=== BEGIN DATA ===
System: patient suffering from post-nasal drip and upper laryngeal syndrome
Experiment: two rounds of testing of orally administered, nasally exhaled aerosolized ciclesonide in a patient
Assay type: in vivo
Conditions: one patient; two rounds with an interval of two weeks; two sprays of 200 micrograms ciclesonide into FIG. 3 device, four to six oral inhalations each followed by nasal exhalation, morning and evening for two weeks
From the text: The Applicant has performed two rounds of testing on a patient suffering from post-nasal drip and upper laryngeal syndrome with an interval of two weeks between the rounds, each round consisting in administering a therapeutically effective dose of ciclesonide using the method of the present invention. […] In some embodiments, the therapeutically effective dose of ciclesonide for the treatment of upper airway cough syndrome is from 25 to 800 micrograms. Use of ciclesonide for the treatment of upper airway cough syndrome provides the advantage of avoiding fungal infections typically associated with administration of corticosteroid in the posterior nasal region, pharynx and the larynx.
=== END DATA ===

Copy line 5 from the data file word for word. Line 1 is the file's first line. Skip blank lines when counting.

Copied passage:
From the text: The Applicant has performed two rounds of testing on a patient suffering from post-nasal drip and upper laryngeal syndrome with an interval of two weeks between the rounds, each round consisting in administering a therapeutically effective dose of ciclesonide using the method of the present invention. […] In some embodiments, the therapeutically effective dose of ciclesonide for the treatment of upper airway cough syndrome is from 25 to 800 micrograms. Use of ciclesonide for the treatment of upper airway cough syndrome provides the advantage of avoiding fungal infections typically associated with administration of corticosteroid in the posterior nasal region, pharynx and the larynx.